Trial in child's death may shed light on disorder
By Sandy Shore
DENVER — Six months after 2-year-old David bounded into the lives of Renee and David Polreis. the Russian orphan was rushed to a hospital. Bruises and cuts covered his body. he had internal bleeding and his head and neck were swollen.
A day later. alter he died. his adoptive mother was accused of beating him to death with a wooden spoon.
Police said they found two broken wooden spoons wrapped in a blood-soaked diaper.
But in her trial. starting Monday in Greeley. Mrs. Polreis will argue her son died of natural causes. She will contend David's injuries were self-inflicted because he suffered from reactive attachment disorder. a psychological condition that causes emotionally deprived children to lie. destroy property and even harm themselves.
Weld County District Judge Roger Klein has said Mrs. Polreis may cite the disorder to show what may have caused David's bruises and other injuries. but may not say the disorder caused tlle little boy to lull himself. In spite of the judge's ruling. therapists who work with children suffering from the disorder worry that the defense could still. in effect. put the victim on trial.
"That would be my concern about how this gets utilized." said Terri James. director of social work at the Kempe National Center for the Prevention and Treatment of Child Abuse. "l think the judge has made it clear in that case there is a difference between self-injury and self-destructive behavior."
Mrs. Polreis‘ attorney. Harvey Steinberg. did not return a call for comment. But he has said he does plan to argue that David developed reactive attachment disorder because he was deprived of attention in a Russian orphanage.
No one has said speciﬁcally that David was diagnosed with the disorder. but he and his adoptive parents had been in therapy.
The trial could bring new attention to the disorder as Americans increasingly adopt children from foreign countries where understaffed orphanages often provide inadequate care.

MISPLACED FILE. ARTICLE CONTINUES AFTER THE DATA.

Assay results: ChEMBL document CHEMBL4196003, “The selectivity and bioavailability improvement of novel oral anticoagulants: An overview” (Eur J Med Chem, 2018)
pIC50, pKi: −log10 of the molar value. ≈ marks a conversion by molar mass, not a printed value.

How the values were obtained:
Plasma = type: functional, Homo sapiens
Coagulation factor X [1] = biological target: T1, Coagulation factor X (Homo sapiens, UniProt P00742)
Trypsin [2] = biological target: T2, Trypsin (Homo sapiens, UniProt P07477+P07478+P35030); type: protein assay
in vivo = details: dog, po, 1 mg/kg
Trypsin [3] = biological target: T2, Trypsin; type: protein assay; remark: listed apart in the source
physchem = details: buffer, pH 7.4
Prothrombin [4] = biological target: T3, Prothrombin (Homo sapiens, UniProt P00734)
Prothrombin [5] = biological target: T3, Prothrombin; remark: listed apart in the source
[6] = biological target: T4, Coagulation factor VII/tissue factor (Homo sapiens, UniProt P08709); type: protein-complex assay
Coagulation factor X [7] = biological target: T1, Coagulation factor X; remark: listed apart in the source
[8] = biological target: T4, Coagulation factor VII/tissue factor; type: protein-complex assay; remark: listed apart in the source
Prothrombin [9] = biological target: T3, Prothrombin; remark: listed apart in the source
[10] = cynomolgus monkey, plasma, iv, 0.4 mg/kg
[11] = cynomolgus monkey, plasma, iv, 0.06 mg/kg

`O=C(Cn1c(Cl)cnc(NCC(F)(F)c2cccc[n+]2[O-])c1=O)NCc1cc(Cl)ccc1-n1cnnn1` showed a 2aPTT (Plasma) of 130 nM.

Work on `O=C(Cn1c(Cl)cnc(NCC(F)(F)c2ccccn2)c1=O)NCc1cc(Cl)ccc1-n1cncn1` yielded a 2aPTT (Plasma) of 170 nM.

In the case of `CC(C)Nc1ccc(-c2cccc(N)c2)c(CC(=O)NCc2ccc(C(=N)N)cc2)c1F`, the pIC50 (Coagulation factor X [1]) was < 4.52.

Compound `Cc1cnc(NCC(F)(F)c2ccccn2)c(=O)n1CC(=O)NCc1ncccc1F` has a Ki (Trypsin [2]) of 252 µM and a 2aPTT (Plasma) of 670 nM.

Studies show that children don't develop properly if they lack loving. physical contact at an early age.
Reactive attachment disorder ls fairly comm on among adoptees. therapists say. Symptoms include tantrums. anger. a fascination with fire and food hoarding Some say children also may injure themselves.
But several therapists said in interviews they couldn't recall the disorder being cited in a trial before.
With no children of their own. the Polreises. who live in Greeley about 55 miles north of Denver. adopted an American boy named Isaac. in I992. and David. from a Tula. Russia, orphanage. three years later.
While dark-haired Isaac was quiet. the blond. blue-eyed David was vivacious. said Sandy Bright. who owns a day-care center where they stayed briefly.
"David was like the introduction of a little human burst of energy into this quiet home and it was a major transition for everyone in the home to adjust." she said.
Typically. the boys would run to meet their parents at the end of the day. Polreis. a manager at Monfort lnc.. played with them while Mrs. Polreis. an electrologist. chatted with Ms. Bright. whom she has known for years.
Although she never saw signs of abuse in either boy. Ms. Bright said David sometimes would kiss and then slap his dad.
"Isaac clearly demonstrated hesitancy from time to time when David came at him lee fast," said Ms. Bright. who has 28 years of experience in the ﬁeld. "That was different than what I normally see.“
The Poireises "sought out everyone that was professionally available to help them with this transition and making a positive placement. but something went dramatically wrong." Ms. Bright said.
On Feb. 10. 1996 paramedics dispatched to the Polreis home found David choking on his vomit He later died at Children‘s Hospital in Denver.
His body was cut and bruised, including deep-tissue bruising on the buttoclta. authorities said. His head and neck were swollen. and there was internal bleeding in his testicles. Mrs. Polreis didn't accompany her son to the hospital. reportedly telling police she was "hospital phobic" and had used the time to look for an attorney. Polreis was out of town.
If convicted. the -it-year~old woman faces up to 43 years in prison.
Ms. Bright said Mrs. Polreis has relied on her Christian faith to guide her. “She is convinced the Lord is in control of the proceedings." she said.
Isaac still visits the day-care center occasionally. “I don't see arty visible difference. but then again. little David was only with them for six months." she said.